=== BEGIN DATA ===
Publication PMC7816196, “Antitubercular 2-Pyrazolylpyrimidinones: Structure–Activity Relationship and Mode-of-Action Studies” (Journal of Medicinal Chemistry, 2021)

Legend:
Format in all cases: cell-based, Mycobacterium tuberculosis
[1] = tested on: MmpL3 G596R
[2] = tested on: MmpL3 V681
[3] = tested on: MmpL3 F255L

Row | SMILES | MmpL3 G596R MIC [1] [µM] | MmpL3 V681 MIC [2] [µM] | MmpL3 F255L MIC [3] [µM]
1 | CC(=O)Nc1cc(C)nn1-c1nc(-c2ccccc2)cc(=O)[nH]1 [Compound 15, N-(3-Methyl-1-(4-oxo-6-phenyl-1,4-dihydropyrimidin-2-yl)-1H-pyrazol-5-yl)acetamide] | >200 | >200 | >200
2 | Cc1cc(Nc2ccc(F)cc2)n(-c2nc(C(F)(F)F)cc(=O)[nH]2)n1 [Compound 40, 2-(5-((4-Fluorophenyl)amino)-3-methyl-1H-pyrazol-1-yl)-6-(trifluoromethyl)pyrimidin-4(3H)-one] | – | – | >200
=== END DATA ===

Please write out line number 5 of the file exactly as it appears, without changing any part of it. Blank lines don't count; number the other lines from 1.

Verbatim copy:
[2] = tested on: MmpL3 V681